Lurch

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@Jules_S
The Dr Fiekart, Magnifyer, Azimuth block + LED light, are here anytime you need them. Also have a read of the OL arm manual as this gives good setup advice in laymens terms.
For loading, start at 100 then go up in steps until the sound losses too much body, then drop one setting.

Bias: 5-6mm between inner edge of ball and yoke should be about it.

As for test records, pah! Don't bother, they just induce audio-nervosa.
 

Bogart

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Right been a while but will add my little scenario. Just spent around 3 hours setting up a Sumiko MM cartridge in a Rega RB880 arm, P8 TT. Before I started any of this I bought the Avid alignment protractor specifically designed for Rega arms. I do not like that it has a mirrored surface, shining a light down onto it just confused me no end.. So using the card protractor supplied with the TT, only one reference point I finally got there. It did not help that the Sumiko cartridge does not have parallel sides and is quite thin so cannot be seen from above. Anyway having set the alignment with the cardboard one I confirmed it using the Avid one after much squinting. Tried out two protractors I had downloaded and both seemed to agree with my setting so decided that was it. Appears to be as sounds sweet and passes the +18dB lateral test , so tracks okay, on two test records. Now finally has anybody have experience of this test record
ttps://www.analogueseduction.net/test-records-turntable-set-up/analogue-productions-the-ultimate-analogue-test-lp-180g.html
Or the current Ortofon one.
I think to set things like bias, vertical alignment ones ears are a much better judge than what ones sees, well in my case anyway.
 
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Lurch

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As has been said previously, don't worry about using the cart body for alignment, use the cantilever. Looking from the front follow the centre front to rear line along and up the cantilever, if its not 100% straight and you see the parallax effect (think viewing a straight stick in a bucket of water, it will appear bent). You will need to adjust accordingly, as for bias I tend to set it at 0.2 - 0.3 of vtf.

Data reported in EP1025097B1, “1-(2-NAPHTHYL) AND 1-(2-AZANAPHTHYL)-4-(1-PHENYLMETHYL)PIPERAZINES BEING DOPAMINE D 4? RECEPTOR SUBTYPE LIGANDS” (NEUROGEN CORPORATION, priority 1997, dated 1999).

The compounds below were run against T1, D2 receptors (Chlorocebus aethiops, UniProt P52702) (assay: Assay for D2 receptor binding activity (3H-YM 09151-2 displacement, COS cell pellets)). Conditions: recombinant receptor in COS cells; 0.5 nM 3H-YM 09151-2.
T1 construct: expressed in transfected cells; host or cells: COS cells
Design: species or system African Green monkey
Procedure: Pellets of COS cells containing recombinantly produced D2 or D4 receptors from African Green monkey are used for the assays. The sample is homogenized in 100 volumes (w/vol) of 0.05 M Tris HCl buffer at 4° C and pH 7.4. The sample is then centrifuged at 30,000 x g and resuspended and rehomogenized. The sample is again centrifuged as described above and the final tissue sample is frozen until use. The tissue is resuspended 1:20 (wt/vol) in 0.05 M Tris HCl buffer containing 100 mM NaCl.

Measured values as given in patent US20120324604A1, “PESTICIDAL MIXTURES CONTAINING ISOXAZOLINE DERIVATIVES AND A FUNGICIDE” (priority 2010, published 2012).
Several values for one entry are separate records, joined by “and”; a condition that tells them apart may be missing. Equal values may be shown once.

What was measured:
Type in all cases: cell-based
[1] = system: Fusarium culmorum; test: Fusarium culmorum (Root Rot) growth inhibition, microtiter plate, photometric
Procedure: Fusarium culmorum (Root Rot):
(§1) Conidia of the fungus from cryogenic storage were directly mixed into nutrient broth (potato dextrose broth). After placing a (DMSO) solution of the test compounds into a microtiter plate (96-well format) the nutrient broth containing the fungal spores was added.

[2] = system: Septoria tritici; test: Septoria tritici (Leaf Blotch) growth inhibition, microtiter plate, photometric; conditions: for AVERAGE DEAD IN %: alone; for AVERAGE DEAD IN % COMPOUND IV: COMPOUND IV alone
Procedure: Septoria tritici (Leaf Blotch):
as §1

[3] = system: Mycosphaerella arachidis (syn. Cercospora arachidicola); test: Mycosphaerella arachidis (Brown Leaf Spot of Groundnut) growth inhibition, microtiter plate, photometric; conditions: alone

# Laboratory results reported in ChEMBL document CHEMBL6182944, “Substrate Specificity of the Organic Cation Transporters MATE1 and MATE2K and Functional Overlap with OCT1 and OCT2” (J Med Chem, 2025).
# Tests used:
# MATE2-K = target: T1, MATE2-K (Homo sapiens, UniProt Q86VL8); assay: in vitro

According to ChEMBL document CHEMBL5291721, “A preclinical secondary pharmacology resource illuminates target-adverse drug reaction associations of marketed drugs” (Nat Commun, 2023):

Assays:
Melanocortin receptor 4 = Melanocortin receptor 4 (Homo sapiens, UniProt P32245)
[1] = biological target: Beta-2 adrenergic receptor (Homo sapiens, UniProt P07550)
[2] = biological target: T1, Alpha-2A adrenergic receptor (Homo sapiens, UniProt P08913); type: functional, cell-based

Test records are the devil's spawn and should only ever be used as Frisbees or for making clocks and bowls.
 

Bogart

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Your eyes are probably better than mine. The instructions for the bais setting on the P8 to me do not make sense. Quoted from online and my user manual
'
The recommended tracking force can now be applied using the tracking force dial. Always use a force which corresponds to the upper limit of the cartridge makers recommended range. Finally, push the bias adjustment slider to the same number as the tracking force control (i.e. 1.75 tracking pressure = set bias slider to 1.75). If in any doubt, please contact your Rega dealer. '
What I find strange is that my manual then goes on to say
' NOTE: this is not critical and a figure of 1.0 & 1.5 will normally be sufficient for a moving magnet
and 1.5 & 2.0 for most moving coil cartridges '
So why mention setting bias same a tracking weight?
Me thinks will give my dealer a ring Monday.
Oh and unlike you I think test records do have a place if used correctly.:rolleyes:
 

lostwin

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I continue to use this regularly, it's one of the best hifi related accessories I have bought - not only cart set up, but stylus cleanliness, wiring checks, replacing those tiny 6111 valves etc. Maybe it's my eyes, but I continually reach for it so indispensable for me